- June 30, 2018
1:00 pm - 3:00 pm
June 30, 2018
Pierre Lacombe – A History of the Local Brick Yards
$7.00; $6.00 for Museum Members
The Roebling Museum is proud to present another installment of its monthly, Saturday Lecture Series. On Saturday, June 30 at 1pm, retired geologist Pierre Lacombe will discuss the millions and millions of red bricks used to build both the Roebling Mill and the Roebling Village.
Washington Roebling, member of the NJ Geological Survey Board of Directors in the early 1900s, was instrumental in publication of the 1904 scientific report on the clay industry of New Jersey. During 1905-15, JAR Sons Co. constructed 100s of brick homes, shops, and community buildings to convert farm fields near Kinkora railroad station to the factory town of Roebling. Local laborers dug clay, sand, and marl from the banks of the Delaware River, mixed the sediments and extruded the soft mixture from brick making machines in open-air brick yards. Stacked and fired in kilns, millions of new bricks were carted as little as ½ mile to the empty farm fields. Today, small and palatial brick homes, churches, schools, and shops stand as testament to early mining, manual labor, and industrialization of the banks of the Delaware River.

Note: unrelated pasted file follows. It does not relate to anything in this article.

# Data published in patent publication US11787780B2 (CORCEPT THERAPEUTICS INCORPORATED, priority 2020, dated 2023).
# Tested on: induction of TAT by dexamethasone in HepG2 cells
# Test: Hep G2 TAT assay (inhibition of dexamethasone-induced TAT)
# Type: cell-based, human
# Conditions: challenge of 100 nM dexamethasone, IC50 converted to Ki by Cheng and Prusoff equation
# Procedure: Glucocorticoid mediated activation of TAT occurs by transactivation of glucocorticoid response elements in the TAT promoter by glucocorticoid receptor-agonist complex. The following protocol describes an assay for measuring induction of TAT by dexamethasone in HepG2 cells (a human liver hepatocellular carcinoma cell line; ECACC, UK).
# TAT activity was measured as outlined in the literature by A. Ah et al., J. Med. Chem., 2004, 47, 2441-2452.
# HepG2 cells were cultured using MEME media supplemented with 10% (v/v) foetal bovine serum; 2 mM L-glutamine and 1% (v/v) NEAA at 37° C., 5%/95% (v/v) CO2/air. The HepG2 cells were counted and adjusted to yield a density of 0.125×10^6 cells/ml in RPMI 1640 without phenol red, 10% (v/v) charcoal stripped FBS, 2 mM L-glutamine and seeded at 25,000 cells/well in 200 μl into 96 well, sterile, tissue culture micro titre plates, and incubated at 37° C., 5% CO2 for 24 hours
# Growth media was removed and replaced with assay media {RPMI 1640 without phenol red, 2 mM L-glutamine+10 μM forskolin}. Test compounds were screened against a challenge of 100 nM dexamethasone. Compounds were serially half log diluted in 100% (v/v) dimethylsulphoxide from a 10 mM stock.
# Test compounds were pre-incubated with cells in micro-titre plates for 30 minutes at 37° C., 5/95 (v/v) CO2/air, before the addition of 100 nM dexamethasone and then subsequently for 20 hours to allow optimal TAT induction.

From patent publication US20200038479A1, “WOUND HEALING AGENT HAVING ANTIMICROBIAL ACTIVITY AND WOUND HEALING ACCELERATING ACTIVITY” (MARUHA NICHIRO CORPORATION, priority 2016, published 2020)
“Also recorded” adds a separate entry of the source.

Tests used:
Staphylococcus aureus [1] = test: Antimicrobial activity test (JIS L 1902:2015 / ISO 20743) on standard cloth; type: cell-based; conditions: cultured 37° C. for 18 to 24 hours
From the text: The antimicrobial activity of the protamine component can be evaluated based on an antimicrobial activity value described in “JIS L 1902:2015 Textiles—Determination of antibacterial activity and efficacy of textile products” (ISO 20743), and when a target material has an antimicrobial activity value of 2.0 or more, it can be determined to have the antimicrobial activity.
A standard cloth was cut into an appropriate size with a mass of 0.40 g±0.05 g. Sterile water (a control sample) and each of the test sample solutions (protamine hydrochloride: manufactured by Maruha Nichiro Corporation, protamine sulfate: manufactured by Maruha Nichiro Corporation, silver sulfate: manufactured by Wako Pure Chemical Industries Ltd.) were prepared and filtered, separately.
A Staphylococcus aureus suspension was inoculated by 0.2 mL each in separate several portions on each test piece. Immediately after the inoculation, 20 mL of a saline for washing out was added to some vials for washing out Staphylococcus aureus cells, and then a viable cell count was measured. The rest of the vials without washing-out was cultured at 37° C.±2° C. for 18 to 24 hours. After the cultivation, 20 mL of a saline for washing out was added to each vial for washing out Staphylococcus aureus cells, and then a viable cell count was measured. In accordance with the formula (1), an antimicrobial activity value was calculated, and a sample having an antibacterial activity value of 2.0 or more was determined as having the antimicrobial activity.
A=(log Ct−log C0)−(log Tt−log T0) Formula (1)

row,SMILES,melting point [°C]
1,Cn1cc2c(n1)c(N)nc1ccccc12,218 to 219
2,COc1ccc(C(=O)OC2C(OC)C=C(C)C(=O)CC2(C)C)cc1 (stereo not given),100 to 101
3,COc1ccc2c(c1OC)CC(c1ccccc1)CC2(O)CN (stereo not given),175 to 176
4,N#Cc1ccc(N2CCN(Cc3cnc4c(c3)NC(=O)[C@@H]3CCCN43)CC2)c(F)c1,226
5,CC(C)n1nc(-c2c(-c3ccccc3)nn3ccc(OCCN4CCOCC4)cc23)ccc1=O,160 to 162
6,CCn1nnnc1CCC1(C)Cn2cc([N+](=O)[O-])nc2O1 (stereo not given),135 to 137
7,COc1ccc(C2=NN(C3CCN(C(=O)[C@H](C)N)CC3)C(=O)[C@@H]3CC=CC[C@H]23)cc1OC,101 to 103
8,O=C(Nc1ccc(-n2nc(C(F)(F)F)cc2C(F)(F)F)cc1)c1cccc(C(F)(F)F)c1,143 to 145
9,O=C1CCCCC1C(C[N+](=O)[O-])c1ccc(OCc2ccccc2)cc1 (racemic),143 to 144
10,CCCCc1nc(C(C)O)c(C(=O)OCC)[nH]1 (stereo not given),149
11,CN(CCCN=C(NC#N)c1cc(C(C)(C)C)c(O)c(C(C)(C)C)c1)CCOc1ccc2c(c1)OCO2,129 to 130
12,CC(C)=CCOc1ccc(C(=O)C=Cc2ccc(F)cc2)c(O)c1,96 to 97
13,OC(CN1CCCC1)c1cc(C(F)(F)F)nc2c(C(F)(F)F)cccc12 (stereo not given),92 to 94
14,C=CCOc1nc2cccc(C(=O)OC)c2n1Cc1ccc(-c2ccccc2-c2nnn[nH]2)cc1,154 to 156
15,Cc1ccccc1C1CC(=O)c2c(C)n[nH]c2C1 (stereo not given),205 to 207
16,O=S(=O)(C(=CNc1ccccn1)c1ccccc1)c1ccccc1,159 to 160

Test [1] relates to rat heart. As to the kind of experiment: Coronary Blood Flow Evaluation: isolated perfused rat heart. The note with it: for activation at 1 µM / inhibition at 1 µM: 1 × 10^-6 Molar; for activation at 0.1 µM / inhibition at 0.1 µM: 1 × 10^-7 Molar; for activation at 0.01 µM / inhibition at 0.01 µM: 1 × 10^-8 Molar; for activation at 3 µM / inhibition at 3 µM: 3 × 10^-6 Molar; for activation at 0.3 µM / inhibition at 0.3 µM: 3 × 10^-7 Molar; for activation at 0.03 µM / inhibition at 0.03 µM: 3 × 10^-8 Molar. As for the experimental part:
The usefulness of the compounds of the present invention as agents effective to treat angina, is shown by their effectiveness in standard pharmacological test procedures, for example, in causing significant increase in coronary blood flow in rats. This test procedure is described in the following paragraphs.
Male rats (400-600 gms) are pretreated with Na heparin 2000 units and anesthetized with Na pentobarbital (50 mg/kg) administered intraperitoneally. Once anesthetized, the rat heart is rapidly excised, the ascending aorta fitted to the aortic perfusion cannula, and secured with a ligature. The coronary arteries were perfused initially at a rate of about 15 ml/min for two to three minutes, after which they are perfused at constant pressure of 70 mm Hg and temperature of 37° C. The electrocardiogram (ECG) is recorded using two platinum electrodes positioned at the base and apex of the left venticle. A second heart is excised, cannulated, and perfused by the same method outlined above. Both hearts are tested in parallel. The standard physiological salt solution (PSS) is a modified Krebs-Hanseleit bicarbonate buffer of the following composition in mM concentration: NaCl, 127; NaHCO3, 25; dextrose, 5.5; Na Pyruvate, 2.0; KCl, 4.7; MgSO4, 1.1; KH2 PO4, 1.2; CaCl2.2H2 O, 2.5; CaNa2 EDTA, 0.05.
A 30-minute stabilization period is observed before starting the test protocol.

Join geologist Pierre Lacombe as he discusses the millions and millions of red bricks used to build both the Roebling Mill and the Roebling Village. Lacombe will cover the various brick patterns exposed on buildings in Roebling and will contrast early machine-made brick surfaces of Roebling with hand-made bricks found in pre-1850s buildings of Bordentown and Burlington. He will show 1904 photographs of mining, brick forming, drying, and kiln operations in local brick yards and will talk about conditions that created the local geologic environment ripe for brick-making.
About Mr. Lacombe:
Recently retired from the U.S. Geological Survey, Pierre Lacombe lives in Florence Township with his wife Kathy. During his 40-year career as a geologist, he has published extensively on groundwater supplies of New Jersey and other geologic issues. During his retirement he continues field investigations of the local geology and its impact and influence on NJ communities.
This presentation is appropriate for all ages, and will take place inside the Roebling Museum’s Media Room. It is part of the museum’s monthly Saturday Lecture Series.
Advance reservations are strongly recommended. If you do not wish to purchase your ticket on-line, please call the museum at 609/499-7200 to reserve your seat.